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Luge athletes ready for anything

2020-21 season approaches with some uncertainty
STRANGE SEASON Natalie Corless (shown completing an FIL World Cup doubles run with Caitlin Nash) is prepared for a long season of training primarily at the Whistler Sliding Centre in 2020-21. File photo by Dan Falloon

Canada’s national luge team will spend much of the season on home ice at the Whistler Sliding Centre.

Earlier this month, Luge Canada announced that its senior team would forgo the four pre-Christmas World Cup races. 

“Over the past few weeks, we have weighed all of our options and risks that may arise while travelling with this team of athletes throughout Europe,” Luge Canada’s high-performance director Sam Edney said in a release. “These athletes are a young group, and obviously, quarantine restrictions complicate things for us in bringing them home for the holiday break, so we felt the safest thing to do is to stay home, and train on one of the top tracks in the world in our own backyard.”

Canadian athletes are currently slated to start the season at Konigssee, Germany on Jan. 2 and 3, skipping the next week’s race at Sigulda, Latvia to stay at the track to train for World Championships at the same track later in the month, before rejoining the circuit for stops at Oberhof, Germany and Igls, Austria before World Champs. The season will end in China at the Olympic test event near Beijing.

For Whistler’s Reid Watts, currently the only male competitor on the senior team, the time on home soil is appreciated. 

“It’s such a weird situation right now and either way we take it, I’m happy that we get the chance to race this year,” he said. “Missing out on the first half of the season, I actually think it’s good time for us to have at home.”

One major benefit of the team’s extended time in Whistler will be to perfect its sleds with new assistant coach Duncan Kennedy, who excels on the technical side.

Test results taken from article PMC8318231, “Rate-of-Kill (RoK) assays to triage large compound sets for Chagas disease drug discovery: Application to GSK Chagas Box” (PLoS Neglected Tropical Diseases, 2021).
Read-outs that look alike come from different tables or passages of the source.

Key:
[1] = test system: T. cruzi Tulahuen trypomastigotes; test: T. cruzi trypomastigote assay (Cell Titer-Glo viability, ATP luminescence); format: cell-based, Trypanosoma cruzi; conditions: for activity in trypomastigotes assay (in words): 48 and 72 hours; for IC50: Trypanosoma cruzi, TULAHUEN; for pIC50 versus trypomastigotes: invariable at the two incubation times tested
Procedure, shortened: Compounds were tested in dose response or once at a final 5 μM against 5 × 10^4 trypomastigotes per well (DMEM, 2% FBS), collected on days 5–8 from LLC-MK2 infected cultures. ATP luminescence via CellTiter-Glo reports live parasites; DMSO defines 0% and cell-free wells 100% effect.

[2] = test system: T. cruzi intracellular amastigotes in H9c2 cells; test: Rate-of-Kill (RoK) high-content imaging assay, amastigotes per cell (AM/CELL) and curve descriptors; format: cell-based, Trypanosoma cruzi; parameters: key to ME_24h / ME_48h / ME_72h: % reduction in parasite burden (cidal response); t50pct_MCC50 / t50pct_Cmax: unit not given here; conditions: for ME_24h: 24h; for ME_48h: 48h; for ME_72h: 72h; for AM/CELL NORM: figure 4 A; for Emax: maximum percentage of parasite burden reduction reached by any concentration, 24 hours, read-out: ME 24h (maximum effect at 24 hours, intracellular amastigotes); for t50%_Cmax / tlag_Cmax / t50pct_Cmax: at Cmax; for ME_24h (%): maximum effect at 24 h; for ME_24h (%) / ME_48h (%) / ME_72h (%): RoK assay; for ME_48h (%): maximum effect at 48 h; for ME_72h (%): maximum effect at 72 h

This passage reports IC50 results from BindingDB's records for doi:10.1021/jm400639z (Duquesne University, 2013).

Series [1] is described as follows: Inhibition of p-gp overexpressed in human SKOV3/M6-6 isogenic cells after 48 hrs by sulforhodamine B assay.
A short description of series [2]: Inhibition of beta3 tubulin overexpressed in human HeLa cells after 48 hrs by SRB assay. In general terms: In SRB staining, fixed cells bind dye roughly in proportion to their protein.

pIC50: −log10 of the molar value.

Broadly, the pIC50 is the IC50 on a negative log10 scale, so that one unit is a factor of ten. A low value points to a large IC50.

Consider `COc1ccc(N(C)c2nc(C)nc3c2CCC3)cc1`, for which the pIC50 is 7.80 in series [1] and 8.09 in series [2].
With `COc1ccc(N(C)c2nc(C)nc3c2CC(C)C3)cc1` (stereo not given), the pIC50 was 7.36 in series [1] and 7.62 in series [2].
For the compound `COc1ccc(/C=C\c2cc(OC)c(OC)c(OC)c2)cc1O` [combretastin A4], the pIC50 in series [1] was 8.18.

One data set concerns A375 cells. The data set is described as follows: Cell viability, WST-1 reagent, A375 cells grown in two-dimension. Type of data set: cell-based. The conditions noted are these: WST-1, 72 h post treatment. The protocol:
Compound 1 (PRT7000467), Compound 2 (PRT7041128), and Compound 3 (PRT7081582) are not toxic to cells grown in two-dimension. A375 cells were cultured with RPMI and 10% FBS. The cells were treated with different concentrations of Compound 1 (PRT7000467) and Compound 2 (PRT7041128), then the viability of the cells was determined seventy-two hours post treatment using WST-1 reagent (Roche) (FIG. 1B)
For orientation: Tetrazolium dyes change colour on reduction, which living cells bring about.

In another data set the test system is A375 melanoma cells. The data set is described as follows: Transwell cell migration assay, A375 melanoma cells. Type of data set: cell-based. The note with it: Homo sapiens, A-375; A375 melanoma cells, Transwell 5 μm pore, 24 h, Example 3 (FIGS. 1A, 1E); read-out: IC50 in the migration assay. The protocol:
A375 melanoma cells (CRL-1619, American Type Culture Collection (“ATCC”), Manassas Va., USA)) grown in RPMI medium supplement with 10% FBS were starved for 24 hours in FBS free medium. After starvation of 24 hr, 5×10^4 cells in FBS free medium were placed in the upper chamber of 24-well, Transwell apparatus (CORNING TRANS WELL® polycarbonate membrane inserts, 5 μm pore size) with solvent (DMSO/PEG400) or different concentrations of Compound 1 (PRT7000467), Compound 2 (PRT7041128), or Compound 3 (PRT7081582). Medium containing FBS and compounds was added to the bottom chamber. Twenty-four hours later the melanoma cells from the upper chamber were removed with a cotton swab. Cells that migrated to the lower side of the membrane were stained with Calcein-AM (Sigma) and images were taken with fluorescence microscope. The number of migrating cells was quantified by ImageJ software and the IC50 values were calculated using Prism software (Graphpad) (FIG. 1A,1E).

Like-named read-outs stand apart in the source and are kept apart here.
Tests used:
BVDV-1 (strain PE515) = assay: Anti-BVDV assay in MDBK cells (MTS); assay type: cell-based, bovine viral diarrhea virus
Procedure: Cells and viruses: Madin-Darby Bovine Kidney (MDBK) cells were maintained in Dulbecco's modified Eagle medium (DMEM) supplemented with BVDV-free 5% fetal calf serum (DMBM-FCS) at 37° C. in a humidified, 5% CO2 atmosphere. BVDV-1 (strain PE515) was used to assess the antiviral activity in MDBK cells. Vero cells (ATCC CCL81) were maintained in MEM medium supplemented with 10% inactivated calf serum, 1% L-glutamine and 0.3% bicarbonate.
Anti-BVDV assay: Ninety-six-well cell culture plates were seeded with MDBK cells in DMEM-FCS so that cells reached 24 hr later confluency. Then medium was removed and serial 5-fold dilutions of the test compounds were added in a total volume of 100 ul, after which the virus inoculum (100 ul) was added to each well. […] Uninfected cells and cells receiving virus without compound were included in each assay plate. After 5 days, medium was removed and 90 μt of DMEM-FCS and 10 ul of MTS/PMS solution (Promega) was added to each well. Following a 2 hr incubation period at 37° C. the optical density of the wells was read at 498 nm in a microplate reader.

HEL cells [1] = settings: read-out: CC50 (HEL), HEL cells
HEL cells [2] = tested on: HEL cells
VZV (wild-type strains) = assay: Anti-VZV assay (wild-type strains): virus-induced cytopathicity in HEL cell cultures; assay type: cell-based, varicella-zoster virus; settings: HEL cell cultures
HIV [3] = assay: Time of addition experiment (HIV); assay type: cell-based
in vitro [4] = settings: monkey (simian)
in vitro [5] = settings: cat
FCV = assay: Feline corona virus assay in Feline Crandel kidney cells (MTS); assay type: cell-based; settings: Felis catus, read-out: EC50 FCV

“No matter what, big or small, it always takes time to dial it down and make sure it’s running fast,” Watts said. 

In terms of Olympic qualifying, meanwhile, the intensity doesn’t ramp up until the 2021 portion season anyway, with 2021-22 being the most significant period.

As for junior athletes, Luge Canada will determine the course of action for 2021 in late December.

Natalie Corless, who made her World Cup debut with Caitlin Nash in Whistler last year, becoming the first female athletes to line up in doubles, expects to be part of the junior program this season.

“The senior team is going to be quite small just because of restrictions for travel and they just want us to be as safe as possible,” said Corless, who turns 17 next month. “Right now, the way it’s looking is that I’m going to be with the juniors again this year.”

Corless anticipates the bulk of the season will be training at the Whistler Sliding Centre, and she has been told that there is the possibility of heading to Europe for training in the New Year.

She appreciates the opportunity to work closely alongside the senior team members for the several weeks they will all be at the track together.

“It will be a good opportunity to learn from them and we’ll be able to get into their environment,” said Corless.

There will be a little bit of competition as part of the season. In addition to the national events, Luge Canada is set to host a pair of Junior World Cup events exclusively for Canadian athletes from Dec. 8 to 13.

Corless, who won the youth ‘A’ women’s singles Crystal Globe and, alongside Nash, the women’s doubles Crystal Globe in 2018-19, will miss the international competition this year, but understands why it’s necessary.

Being on her home track of Whistler, Corless will be able to fine tune the basics while also further improving her doubles familiarity with Nash.

“At first, I was a little disappointed,” she said. “It’s going to be good to step back and be able to develop our skills again.

“At least we still get the opportunity to come back in the future even stronger.”

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Dan Falloon

About the Author: Dan Falloon

Dan has worked as Pique's sports editor since 2014 after stops at Canstar Community News (Winnipeg), the Portage Daily Graphic and the Fort Frances Times.
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